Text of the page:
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Winners of 2022 ZEISS Microscopy Image Contest Announced
Researchers Submitted Microscopy Images from Various Application Areas
ZEISS has unveiled the five winners of their 2022 ZEISS Microscopy Image Contest. For the second time, ZEISS is celebrating the work of researchers using microscopy in various application fields with an image contest. Microscope systems, analytics, and imaging capabilities play a central role in enabling us to meet the critical challenges we face as a society related to climate change, energy, health, and food.
This year, external jury members were also involved in the judging process. Five scientists with different microscopy backgrounds voted for their favorite images in the different categories – among the members one of last year’s winners: “Being awarded third place in last year’s image contest, it has been both an honor and a great experience to serve as part of the jury in this year’s contest. I was overwhelmed by the quality and variety of the images. I would like to extend my sincere congratulations to the prize-winners of the 2022 ZEISS Microscopy Image Contest,” says Dr. Bernardo Cesare, Professor of Petrology at the University of Padua, Italy.
This year’s winning image in the category of Life Sciences shows “Oral bacteria” – tongue epithelial cells adjoined by several different species of bacteria which form a complex biofilm on the tongue’s surface. The sample has been stained with DAPI, acridine orange and calcofluor white and was acquired with the ZEISS LSM 900 confocal microscope with Airyscan detector. Dr. Tagide deCarvalho, Director of the Keith R. Porter Imaging Facility at the University of Maryland, Baltimore (USA), submitted the image. “In addition to the microscopy imaging I perform for scientific collaborations and research studies, I take my own microscopy images from samples that I find in my personal environment, such as moldy fruit from my home refrigerator or moss growing on the side of the Biological Sciences building that I walk past on the way to one of my labs”, explains deCarvalho her inspiration for this sample.
The winner in the category of Materials Science is the image “Zinc sulfide semiconductor nanoparticles”, acquired with a ZEISS LSM 780 confocal microscope. It shows the nanostructure of ZnS (zinc sulfide) for which Dr. Ümit Bayram from the Central Research Facility at Abdullah Gül University in Kayseri (Turkey) who submitted the image has studied the photocatalytic properties. “The goal with this imaging is to show that nanomaterials with a desired nano size and large surface area have been successfully synthesized and to characterize them accurately”, Bayram emphasizes the quality of the image. “At first glance, this image gave me the feeling of "the first picture of an undiscovered planet taken from space”, he recounts.
The image “Microfossil of radiolarian for micropaleontology”, acquired with a ZEISS GeminiSEM 300 scanning electron microscope, wins in the category of Geosciences & Natural Resources. Dr. Sebastien Colin from the Max Planck Institute for Biology in Tuebingen (Germany) submitted the image. The diversity of modern marine unicellular eukaryotes, the dynamic of their populations and their complex interaction networks are still poorly understood – yet they are responsible for a significant part of the Earth’s biogeochemistry. “Using a microscope to reveal the exquisite beauty of ancient radiolarians that were floating in the ocean tens to hundreds of thousands of years before the invention of optical sectioning fascinates me”, says Colin.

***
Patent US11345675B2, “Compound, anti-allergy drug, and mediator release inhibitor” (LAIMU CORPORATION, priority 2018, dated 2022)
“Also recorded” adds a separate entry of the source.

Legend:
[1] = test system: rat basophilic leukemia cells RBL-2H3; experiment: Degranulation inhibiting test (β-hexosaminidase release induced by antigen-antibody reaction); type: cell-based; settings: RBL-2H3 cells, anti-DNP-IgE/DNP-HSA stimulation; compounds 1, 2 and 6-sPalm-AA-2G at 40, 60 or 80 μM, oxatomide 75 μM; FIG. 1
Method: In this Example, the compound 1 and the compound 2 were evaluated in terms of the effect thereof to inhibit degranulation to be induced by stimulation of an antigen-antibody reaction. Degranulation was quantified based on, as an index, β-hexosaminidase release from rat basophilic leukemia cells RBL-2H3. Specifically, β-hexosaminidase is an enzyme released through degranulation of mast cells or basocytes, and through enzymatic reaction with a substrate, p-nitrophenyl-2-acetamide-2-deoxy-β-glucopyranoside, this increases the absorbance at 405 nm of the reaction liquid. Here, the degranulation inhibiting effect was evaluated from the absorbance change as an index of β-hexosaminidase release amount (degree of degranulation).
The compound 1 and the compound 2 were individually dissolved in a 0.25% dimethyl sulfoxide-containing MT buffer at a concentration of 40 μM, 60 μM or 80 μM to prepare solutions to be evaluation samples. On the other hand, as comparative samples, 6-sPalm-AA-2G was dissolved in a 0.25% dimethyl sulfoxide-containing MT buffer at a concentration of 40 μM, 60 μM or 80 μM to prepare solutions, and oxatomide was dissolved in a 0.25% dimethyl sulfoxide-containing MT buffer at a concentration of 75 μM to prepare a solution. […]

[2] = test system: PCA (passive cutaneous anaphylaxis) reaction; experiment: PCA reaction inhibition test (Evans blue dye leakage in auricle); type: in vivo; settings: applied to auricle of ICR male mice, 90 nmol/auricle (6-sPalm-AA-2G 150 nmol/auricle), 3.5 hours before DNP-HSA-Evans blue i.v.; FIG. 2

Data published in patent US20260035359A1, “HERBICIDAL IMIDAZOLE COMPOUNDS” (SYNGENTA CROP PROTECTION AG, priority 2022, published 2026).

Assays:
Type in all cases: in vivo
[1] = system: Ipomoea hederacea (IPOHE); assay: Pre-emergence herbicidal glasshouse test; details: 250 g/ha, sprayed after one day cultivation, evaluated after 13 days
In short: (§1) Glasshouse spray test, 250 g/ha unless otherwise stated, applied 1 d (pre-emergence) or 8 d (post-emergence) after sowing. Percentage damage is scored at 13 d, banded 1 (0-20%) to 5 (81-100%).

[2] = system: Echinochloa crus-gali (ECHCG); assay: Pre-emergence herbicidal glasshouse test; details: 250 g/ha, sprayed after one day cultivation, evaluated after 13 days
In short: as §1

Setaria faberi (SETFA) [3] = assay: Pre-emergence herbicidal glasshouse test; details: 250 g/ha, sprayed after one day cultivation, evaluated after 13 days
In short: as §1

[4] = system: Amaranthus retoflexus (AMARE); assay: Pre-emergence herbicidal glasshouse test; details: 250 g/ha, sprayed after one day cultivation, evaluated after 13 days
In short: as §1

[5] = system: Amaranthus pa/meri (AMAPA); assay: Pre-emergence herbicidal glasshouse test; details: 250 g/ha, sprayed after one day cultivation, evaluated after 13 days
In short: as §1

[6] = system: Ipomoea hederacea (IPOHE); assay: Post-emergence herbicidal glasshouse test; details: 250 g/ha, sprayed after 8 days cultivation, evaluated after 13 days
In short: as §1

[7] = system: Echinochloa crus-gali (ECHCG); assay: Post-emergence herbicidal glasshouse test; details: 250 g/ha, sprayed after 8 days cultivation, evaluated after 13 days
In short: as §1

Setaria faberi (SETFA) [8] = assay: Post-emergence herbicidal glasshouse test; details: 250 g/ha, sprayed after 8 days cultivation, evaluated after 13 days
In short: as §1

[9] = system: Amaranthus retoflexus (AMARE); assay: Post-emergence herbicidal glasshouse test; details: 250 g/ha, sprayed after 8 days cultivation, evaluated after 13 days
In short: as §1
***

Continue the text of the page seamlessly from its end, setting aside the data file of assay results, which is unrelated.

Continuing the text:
Vitamin C Crystals
The winner in the category of Education is the image “Vitamin C crystals”, acquired with a ZEISS Axio Scope.A1 light microscope. Dr. Robert Berdan from Science & Art Multimedia, based in Calgary (Canada) submitted the image. “Sometimes vitamin C crystals form in large sheets and other times the crystals are isolated and can appear star-shaped and sun-like“, he describes one of his favorite samples. Vitamin C, when dissolved in water and ethanol and then dried on a microscope slide, often forms large, beautiful crystals that can be viewed with polarized light microscopy. “I have been fascinated with microscopes, photography and single-celled organisms since I was a teenager. Most of my photomicrographs are now used for education”, summarizes Berdan.
The image “Head of mosquito larva”, acquired with a ZEISS Axiostar light microscope is the winner in the category Microscopy as a Hobby. Hong Lin from Foshan City, Guangdong (China), submitted the image. His work focuses on the diversity of aquatic microorganisms in river waters. The sample is taken from a mosquito larva in the Pearl River in Guangzhou. “I am very happy to have taken this photograph, which illustrates the tracheal distribution of the thorax and head of a mosquito larva. And I think it is a successful attempt to combine science and art”, describes Lin his success.
About the Contest
The 2022 ZEISS Microscopy Image Contest was open to submissions in nine categories from April 1 to May 15. Three categories had too few submissions to make an evaluation, while two categories were combined to one. In total, five winners were nominated and will receive their prizes shortly. A selection of the images can be viewed here and will be included in the ZEISS Microscopy Calendar 2023.
Check out the winning images and honorable mentions HERE